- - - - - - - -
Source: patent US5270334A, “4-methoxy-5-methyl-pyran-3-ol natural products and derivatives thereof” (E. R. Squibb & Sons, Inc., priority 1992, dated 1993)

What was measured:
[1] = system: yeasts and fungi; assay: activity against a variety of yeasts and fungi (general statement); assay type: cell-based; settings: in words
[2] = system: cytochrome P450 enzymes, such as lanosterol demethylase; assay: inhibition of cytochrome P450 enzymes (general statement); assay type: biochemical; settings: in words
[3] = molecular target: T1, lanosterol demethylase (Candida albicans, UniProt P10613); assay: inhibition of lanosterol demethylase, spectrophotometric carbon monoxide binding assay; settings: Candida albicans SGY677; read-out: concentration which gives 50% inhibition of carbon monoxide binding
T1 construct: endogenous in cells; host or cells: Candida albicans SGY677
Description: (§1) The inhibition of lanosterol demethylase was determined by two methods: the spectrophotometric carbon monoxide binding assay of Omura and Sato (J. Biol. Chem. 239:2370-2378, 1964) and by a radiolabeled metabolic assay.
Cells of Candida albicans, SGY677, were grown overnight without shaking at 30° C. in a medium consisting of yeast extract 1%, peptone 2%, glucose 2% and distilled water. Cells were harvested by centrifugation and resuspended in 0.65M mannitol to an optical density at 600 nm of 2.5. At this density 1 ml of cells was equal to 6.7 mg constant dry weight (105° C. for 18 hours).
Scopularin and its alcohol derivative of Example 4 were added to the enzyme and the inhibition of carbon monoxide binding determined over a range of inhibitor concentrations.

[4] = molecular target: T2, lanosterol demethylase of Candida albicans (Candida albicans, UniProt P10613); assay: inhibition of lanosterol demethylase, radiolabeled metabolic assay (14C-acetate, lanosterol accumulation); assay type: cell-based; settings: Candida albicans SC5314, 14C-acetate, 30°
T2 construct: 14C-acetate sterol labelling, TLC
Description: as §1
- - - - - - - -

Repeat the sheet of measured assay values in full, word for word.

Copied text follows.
Source: patent US5270334A, “4-methoxy-5-methyl-pyran-3-ol natural products and derivatives thereof” (E. R. Squibb & Sons, Inc., priority 1992, dated 1993)

What was measured:
[1] = system: yeasts and fungi; assay: activity against a variety of yeasts and fungi (general statement); assay type: cell-based; settings: in words
[2] = system: cytochrome P450 enzymes, such as lanosterol demethylase; assay: inhibition of cytochrome P450 enzymes (general statement); assay type: biochemical; settings: in words
[3] = molecular target: T1, lanosterol demethylase (Candida albicans, UniProt P10613); assay: inhibition of lanosterol demethylase, spectrophotometric carbon monoxide binding assay; settings: Candida albicans SGY677; read-out: concentration which gives 50% inhibition of carbon monoxide binding
T1 construct: endogenous in cells; host or cells: Candida albicans SGY677
Description: (§1) The inhibition of lanosterol demethylase was determined by two methods: the spectrophotometric carbon monoxide binding assay of Omura and Sato (J. Biol. Chem. 239:2370-2378, 1964) and by a radiolabeled metabolic assay.
Cells of Candida albicans, SGY677, were grown overnight without shaking at 30° C. in a medium consisting of yeast extract 1%, peptone 2%, glucose 2% and distilled water. Cells were harvested by centrifugation and resuspended in 0.65M mannitol to an optical density at 600 nm of 2.5. At this density 1 ml of cells was equal to 6.7 mg constant dry weight (105° C. for 18 hours).
Scopularin and its alcohol derivative of Example 4 were added to the enzyme and the inhibition of carbon monoxide binding determined over a range of inhibitor concentrations.

[4] = molecular target: T2, lanosterol demethylase of Candida albicans (Candida albicans, UniProt P10613); assay: inhibition of lanosterol demethylase, radiolabeled metabolic assay (14C-acetate, lanosterol accumulation); assay type: cell-based; settings: Candida albicans SC5314, 14C-acetate, 30°
T2 construct: 14C-acetate sterol labelling, TLC
Description: as §1